Banksy’s Self-Destructing Painting Sells for Record-Breaking $25.3 M. at Sotheby’s

The work famously shredded itself at a 2018 auction seconds after the sale ended.

Banksy’s Self-Destructing Painting Sells for Record-Breaking $25.3 M. at Sotheby’s

Banksy’s Love Is in the Bin, comprised of the shreds of his famously self-destructing piece Girl with Balloon, fetched £18.6 million ($25.3 million) at a Sotheby’s sale in London on Thursday, generating a new record for the artist at auction. After 10 minutes of bidding, the work was bought by an anonymous European woman for well over its pre-sale estimate of £4 million–£6 million, according to the BBC.

The sale marks nearly three years since Girl With a Ballon (2006) was destroyed at an evening sale at Sotheby’s London. Seconds after selling for £1 million ($1.4 million), the work was unexpectedly lowered through a hidden shredder built into the bottom half of the frame and was sliced into ribbons. The auction house later dubbed it a night of “instant art world history.” Prior to its destruction, the work carried a pre-sale estimate of £200,000.

The reclusive British artist has denied rumors that the shredding was a publicity stunt orchestrated with the auction house. At the time, Sotheby’s placed the spectacle within the tradition of artists destroying their own artworks as performances.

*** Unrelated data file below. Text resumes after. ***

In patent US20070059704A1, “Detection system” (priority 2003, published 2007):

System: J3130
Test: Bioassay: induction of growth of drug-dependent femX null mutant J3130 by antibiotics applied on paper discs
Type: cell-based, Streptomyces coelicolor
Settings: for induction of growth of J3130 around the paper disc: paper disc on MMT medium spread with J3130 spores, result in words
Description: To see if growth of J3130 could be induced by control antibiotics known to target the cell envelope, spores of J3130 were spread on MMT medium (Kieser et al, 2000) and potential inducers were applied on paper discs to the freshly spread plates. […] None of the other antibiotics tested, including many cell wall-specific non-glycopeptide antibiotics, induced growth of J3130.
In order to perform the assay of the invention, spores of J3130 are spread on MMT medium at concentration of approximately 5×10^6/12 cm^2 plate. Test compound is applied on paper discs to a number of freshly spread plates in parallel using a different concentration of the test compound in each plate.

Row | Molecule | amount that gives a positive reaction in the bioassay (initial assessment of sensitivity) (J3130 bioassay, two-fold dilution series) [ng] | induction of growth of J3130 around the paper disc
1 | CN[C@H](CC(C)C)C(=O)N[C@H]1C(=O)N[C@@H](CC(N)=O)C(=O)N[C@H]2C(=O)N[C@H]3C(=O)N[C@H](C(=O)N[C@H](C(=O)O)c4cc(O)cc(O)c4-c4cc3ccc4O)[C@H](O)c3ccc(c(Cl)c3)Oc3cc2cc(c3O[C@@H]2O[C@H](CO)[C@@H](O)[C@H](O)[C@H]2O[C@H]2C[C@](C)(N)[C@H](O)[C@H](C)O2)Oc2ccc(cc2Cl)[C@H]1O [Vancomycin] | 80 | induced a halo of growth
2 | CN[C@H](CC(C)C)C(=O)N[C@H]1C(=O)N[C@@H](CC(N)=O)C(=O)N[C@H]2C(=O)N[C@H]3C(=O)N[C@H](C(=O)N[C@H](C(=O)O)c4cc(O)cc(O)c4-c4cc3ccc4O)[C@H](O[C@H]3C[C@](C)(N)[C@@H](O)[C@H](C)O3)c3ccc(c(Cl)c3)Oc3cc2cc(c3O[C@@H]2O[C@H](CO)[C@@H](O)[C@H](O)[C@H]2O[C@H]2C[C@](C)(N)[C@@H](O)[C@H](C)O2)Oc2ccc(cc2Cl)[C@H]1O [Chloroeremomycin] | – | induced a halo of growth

The European collector who placed the winning bid following the destruction kept the partially-shredded piece, which was subsequently given the new name Love Is in the Bin by Banksy’s authentication committee. Since the sale, it has been on view at Germany’s Museum Frieder Burda and the Staatsgalerie Stuttgart. 

Alex Branczik, Sotheby’s chairman of modern and contemporary art in Asia, said in a statement, “It has been a whirlwind to follow the journey of this now legendary piece and to have it back in our midst, offering it tonight in the very room it was created by the artist. Banksy is no stranger to making headlines and this latest chapter in his story has captured imaginations across the world—we can only begin to guess what might come next.”